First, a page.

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Civilian Conservation Corps

During the Great Depression the U.S. Government established more than 140 CCC camps in New Mexico. Vehicles used by CCC enrollees were federally owned and were issued special CCC license plates. These plates bore a designation indicating the branch of the government which provided the vehicles, and/or what projects were being worked on. Because most of the work done by the CCC involved projects in national parks, national monuments and national forests, most CCC license plates had designations for the Department of the Interior or the Department of Agriculture. A few projects done in support of the U.S. military used vehicles whose plates were designated “War Department,” the agency now known as the Department of Defense.

CCC tags are large, heavy, thick steel plates measuring 6¾" x 13½", each weighing a full pound.  The vast majority (but not all) CCC plates were undated, but their period of use was from 1933 to 1942. At least some were issued as pairs, but it is not known if all were, as there also exists an even larger (8" x 14") and very common generic “front” plate which has only the CCC emblem and the inscription “This Driver is Required to Drive Carefully.”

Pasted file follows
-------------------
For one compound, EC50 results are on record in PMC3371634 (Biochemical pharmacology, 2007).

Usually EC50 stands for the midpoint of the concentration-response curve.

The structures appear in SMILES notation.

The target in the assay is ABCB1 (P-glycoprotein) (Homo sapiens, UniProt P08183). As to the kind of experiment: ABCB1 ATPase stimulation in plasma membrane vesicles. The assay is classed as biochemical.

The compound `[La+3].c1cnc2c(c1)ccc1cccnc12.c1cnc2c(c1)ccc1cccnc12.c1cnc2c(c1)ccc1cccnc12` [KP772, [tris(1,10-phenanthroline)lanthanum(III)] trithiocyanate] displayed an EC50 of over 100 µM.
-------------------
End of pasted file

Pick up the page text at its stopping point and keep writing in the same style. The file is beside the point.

For a complete list of New Mexico CCC camps, their locations and dates of establishment, see http://www.ccclegacy.org/CCC_Camps_New_Mexico.html

See also U.S. Government and Boat for other types of license plates issued by the federal government within New Mexico.
 
         

 
CCC Camp BR-58 Carlsbad Project, New Mexico.  Enrollees applying concrete lining on a canal under the auspices of the Bureau of Reclamation.  National Archives photo, ca. 1940.  The truck has a CCC Department of the Interior license plate.
 
 
This photograph, widely-published under the caption “Motorist asking directions from State Trooper along Route 66, New Mexico (1939),” is a classic example of incompetent research and record keeping.  The man at the right in the ill-fitting uniform and filthy shoes is not a “State Trooper” at all, but a gas station attendant—most likely from the Phillips 66 service station just to the left of the car.  To see what a real New Mexico State Policeman looked like at the time, click here.  Incompetence aside, the photo does show at least one interesting feature, a CCC Department of the Interior license plate on the car.
 

 

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